But of course, one has to be careful what one asks for (btw, this should be in huge letters on the front of books about the Law of Attraction!). My relationship with J is pretty much exactly what I'm always said I wanted, right down to the fact that he does not want to get married. It's not a commitment thing - he says he is committed to us, wants to grow old with me, and I believe him. For him, it's a political thing - he's super-libertarian and he doesn't think the government has any business being involved in marriage in any way. He actually has no problem with a wedding (which is good, because I want one, but that's the subject of another post) or being married by a minister, if I were religious (which I'm not), but I don't think we will ever be married in the eyes of the State. And I think I'm OK with that. But once in a while, I'm not sure. And then I start wondering why I'm not sure (did I mention I think a LOT about what I want?) - how would being married be any different than not being married? Am I just reacting to society's expectations? And let me be clear that by 'society', I do mean the nebulous world 'out there' since there isn't a single person who I care about personally that would ever ask me "why aren't you and J married yet?" or the equivalent. But it's hard to fight the subtle matrimania that seeps into every aspect of our lives.

This will surely be a theme I return to a lot, especially with some big weddings coming up this spring. As always, I welcome your thoughts...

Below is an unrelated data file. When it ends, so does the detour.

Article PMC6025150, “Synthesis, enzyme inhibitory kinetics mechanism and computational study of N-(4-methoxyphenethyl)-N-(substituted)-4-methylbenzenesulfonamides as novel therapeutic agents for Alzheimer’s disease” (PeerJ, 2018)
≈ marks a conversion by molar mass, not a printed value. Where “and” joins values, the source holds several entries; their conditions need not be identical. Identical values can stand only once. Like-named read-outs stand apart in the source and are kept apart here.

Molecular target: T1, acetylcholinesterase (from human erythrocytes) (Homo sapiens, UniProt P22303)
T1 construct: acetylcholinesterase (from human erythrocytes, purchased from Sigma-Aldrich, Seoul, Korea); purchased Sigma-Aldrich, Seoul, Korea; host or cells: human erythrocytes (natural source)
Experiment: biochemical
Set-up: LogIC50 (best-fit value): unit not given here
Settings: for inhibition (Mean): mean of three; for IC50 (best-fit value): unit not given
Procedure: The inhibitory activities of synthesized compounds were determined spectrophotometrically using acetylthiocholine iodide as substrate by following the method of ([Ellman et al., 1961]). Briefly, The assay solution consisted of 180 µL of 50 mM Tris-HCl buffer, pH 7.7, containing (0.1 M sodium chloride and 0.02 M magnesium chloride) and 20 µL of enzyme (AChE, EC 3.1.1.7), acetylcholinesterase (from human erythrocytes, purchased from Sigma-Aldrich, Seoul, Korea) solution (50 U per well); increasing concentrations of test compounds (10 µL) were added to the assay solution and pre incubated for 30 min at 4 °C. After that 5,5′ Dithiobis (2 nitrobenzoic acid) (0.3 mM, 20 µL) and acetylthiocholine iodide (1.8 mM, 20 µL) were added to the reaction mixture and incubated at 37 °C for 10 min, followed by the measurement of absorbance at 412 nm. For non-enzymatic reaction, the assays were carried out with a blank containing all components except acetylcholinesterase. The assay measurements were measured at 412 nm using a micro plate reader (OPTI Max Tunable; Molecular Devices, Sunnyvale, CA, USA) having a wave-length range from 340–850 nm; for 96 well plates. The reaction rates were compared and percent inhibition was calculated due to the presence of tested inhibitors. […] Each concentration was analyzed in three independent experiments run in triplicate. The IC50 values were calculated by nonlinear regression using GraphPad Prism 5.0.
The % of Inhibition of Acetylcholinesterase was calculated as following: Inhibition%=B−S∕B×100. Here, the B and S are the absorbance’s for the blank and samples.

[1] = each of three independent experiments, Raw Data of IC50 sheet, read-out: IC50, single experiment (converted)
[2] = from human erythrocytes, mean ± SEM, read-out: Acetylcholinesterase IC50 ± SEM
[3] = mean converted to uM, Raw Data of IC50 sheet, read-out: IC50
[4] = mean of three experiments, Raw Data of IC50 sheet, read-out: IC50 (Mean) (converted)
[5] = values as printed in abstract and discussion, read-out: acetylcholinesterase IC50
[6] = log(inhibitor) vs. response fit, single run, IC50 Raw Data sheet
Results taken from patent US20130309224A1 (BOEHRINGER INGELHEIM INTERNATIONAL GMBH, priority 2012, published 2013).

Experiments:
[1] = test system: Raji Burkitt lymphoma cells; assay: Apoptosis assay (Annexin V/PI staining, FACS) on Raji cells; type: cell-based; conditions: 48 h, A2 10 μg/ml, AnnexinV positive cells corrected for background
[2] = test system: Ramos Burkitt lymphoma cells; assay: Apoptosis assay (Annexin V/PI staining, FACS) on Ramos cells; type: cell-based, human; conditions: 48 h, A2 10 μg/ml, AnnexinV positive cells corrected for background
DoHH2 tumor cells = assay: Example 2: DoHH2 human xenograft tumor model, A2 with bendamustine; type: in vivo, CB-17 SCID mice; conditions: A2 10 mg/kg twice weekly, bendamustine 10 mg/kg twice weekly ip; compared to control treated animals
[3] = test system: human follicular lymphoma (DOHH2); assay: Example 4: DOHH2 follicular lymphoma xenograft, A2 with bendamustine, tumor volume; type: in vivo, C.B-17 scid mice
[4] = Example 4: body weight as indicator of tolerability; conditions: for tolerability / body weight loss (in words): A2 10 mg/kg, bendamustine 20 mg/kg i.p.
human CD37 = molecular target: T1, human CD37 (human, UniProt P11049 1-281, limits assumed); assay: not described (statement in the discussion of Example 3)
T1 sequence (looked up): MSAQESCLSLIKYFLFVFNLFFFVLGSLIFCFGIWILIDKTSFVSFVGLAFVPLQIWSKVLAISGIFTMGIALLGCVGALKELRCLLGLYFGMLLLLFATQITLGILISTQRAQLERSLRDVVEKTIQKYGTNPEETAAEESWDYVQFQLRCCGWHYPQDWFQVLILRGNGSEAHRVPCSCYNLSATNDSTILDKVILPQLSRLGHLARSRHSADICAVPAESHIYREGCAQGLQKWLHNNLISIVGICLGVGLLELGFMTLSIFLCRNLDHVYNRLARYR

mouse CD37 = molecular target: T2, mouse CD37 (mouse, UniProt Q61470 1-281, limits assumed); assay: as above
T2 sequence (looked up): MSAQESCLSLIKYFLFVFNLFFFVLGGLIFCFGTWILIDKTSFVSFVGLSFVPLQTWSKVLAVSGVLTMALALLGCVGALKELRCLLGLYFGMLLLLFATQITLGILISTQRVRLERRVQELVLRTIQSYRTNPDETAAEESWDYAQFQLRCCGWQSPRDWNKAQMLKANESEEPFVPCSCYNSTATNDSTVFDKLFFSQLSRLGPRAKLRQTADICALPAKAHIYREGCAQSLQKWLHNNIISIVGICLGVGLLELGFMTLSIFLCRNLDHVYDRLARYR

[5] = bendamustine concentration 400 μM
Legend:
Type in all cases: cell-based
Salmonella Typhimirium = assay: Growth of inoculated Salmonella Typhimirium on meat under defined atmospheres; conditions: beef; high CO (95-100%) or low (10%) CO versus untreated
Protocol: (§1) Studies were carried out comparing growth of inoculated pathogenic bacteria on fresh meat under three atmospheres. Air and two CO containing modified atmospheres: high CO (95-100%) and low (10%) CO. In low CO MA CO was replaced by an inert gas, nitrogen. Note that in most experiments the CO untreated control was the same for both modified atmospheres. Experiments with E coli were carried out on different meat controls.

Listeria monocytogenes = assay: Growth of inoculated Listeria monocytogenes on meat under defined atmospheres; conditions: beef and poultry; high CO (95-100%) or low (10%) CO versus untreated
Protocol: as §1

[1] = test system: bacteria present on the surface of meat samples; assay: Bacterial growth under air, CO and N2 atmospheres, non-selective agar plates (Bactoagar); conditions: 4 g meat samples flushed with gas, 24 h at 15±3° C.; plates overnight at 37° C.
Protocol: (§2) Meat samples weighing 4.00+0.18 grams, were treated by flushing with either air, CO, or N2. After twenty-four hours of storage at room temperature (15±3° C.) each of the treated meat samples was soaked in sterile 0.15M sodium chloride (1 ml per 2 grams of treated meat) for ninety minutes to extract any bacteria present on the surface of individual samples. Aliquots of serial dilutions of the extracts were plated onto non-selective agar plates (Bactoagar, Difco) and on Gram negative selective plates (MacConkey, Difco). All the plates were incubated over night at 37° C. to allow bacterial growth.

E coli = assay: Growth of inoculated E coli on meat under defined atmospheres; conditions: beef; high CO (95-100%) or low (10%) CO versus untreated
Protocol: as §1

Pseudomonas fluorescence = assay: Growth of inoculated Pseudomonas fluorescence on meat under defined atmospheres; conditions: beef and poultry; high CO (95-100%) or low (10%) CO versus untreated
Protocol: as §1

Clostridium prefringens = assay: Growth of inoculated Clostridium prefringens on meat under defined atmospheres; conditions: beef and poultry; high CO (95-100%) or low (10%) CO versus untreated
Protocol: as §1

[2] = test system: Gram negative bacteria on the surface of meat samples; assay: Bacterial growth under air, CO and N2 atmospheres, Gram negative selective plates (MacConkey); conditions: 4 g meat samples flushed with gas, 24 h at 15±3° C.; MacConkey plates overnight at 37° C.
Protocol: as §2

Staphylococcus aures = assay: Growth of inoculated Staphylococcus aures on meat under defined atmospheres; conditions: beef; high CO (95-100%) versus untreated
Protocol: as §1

Wednesday, February 17, 2010

A few things I think are awesome...

I recently discovered the blog 1000 Awesome Things and it is, well, awesome. I can't necessarily relate to every single thing but there are a couple that really, truly can only be described as awesome (two of my favorites: #714 Changing the channel during a commercial break and then flipping back just as the show's coming back on, and #986 When you pull up to a red light and the guy in front of you nudges up a bit so you can make a right turn). Anyway, there were a couple things that happened this week that made me want to add these to the list:
- Craigslist. I've used Craigslist a bunch of times to get rid of random stuff - it's really amazing what people will take off your hands if you list it under free stuff. But this week takes the cake because someone just came and picked up a couple sets of vertical blinds that I took out of a room I'm remodeling. What's particularly amazing to me is that one of those was 91.5 inches wide. I don't know if the guy actually has a window that size, or he figures it's close enough (or he doesn't realize it can't be shortened) but I just have to say, I'm psyched that I didn't have to figure out how to put that thing in my garbage can.